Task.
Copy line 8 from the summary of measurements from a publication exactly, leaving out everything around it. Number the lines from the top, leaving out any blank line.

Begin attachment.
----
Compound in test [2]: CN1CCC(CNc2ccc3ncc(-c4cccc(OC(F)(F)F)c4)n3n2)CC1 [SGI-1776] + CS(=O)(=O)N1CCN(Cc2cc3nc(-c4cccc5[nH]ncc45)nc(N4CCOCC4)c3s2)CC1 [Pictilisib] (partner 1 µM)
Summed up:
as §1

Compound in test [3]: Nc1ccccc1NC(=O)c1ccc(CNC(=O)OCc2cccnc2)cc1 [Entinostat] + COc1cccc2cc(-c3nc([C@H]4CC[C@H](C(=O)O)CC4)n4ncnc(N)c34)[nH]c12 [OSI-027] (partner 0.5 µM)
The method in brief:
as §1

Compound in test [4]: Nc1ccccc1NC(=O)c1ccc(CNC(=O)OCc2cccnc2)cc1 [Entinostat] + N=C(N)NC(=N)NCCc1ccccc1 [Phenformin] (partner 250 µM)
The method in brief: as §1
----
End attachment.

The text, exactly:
The method in brief: as §1